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VOICES

I don’t want to 'lose' my stutter – I want to be someone who accomplishes great things, and also stutters

Stuttering is unlike anything else. There is no absolute cure, but learning to be confident despite it can help us reach our full potential.

TIGER WOODS RECENTLY sent a heartfelt letter to a young teenage boy who was being bullied because he stutters. The letter went viral, and because Tiger himself had stuttered when he was young, the words were even more pertinent.

Over the past few days I have watched how the letter has been praised across the world’s media, and it is wonderful to see the reaction. The story of young Dillon is one that so many of us will be able to relate to, although the lengths he went to in order to escape the bullying may only resonate with a few. According to his mother, Dillon felt lonely, and when jeered because of his stutter, he felt he had nowhere else to turn, and so attempted to take his own life.

I’ve said several times that I believe stuttering to be one of the most personal struggles there is, mainly because communicating is an obvious problem, but also because of the huge psychological factors involved. It is lonely when you feel you have no voice, it frustrates you every time you part your lips, and in the end it often seems like giving up is a real option.

I have found a role model in Sophie Gustafson

The letter to Dillon came about after Sophie Gustafson, who is a professional golfer and someone who stutters, shared Dillon’s story with journalist and friend Ron Sirak of Golf Digest. Gustafson had been mentoring Dillon, and she received messages from his mother after he attempted take his own life. Sirak has known Gustafson for several years, and once she shared Dillon’s story with him he published what could be seen as a call to arms in an attempt to give Dillon something to look forward to.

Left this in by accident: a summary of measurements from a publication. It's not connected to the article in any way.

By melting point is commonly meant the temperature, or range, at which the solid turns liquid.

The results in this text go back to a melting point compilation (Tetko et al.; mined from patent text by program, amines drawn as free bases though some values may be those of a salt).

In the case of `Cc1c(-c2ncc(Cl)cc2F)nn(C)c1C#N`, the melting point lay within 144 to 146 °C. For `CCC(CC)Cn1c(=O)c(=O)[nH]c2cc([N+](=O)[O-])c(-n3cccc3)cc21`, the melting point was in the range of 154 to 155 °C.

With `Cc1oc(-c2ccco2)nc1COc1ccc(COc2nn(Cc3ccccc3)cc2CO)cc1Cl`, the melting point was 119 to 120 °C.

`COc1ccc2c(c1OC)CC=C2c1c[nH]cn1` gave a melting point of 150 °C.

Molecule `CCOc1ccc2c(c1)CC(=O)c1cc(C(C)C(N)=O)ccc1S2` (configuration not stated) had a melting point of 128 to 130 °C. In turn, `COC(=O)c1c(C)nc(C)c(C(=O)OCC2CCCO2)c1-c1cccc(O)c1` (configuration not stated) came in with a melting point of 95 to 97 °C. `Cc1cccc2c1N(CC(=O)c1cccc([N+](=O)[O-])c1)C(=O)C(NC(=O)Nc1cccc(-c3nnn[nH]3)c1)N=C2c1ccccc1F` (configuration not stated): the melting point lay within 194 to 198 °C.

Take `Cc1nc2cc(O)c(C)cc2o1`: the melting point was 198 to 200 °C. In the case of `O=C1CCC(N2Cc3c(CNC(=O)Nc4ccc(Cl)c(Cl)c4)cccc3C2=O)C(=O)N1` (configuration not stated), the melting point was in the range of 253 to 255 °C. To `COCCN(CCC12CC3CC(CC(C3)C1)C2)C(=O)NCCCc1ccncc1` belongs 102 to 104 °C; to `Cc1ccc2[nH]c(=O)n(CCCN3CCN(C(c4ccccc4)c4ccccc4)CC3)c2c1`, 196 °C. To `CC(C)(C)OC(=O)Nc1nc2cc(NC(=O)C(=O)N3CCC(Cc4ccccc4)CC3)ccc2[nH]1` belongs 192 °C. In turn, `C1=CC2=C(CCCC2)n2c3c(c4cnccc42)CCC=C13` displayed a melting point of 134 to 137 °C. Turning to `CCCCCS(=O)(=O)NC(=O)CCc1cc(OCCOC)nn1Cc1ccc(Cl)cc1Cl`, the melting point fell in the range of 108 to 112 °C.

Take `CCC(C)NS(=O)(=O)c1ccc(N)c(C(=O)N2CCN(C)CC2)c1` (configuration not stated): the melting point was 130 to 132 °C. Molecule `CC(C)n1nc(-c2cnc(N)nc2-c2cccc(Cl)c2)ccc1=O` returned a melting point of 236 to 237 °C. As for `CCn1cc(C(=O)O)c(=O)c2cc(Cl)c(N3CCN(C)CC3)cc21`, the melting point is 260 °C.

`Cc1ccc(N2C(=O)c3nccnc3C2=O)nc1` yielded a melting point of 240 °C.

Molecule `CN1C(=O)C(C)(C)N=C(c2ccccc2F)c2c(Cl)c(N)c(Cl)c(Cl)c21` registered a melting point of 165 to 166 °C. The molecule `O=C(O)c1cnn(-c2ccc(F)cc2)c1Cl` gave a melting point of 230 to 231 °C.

In his article Sirak wrote, “I’m very proud of Sophie, and very grateful that she shared this story with me. Golf cannot change the world, but golfers can. Bullying is a serious problem. Join Sophie and me in shouting with one united, clear voice that we will not tolerate our children being treated that way.”

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Image via @ronsirak

Dillon’s love of golf and the fact he was a fan of Tiger Woods quickly saw the Woods camp contact Sirak to request Dillon’s address. In the following days it emerged that Tiger had penned the supportive letter, and in the words of Gustafson, Dillon was “ecstatic”.

I had not heard of Sophie Gustafson before this story hit the headlines. Since then I felt compelled to uncover who this shining light of support was, and I have been simply blown away by her.

Uploaded by soffan73

For so long, I have been searching for a role model. In all my time writing this blog, and long before that, celebrities who have overcome their stutter have been the ones who have been used to show others how they can live their life, regardless of their issues with speaking. For me, these celebrities have never been role models because I have never heard them stutter. That may sound strange, but I simply felt no connection to them. The fact that many famous people have stuttered is not surprising, many non-famous people have stuttered too, but as we know, only five per-cent of those who stutter as children will stutter into adulthood.

I once wished my stutter would go away, but I don’t feel that way anymore

Many of the celebrities, and I don’t need to name them, may well have stuttered when they were young, but what about now? What about today on front of the cameras on our television and movie screens? For me, these people hide their stutter, or have, in their own words, overcome their stutter, so how can those who have not overcome it see them as role models?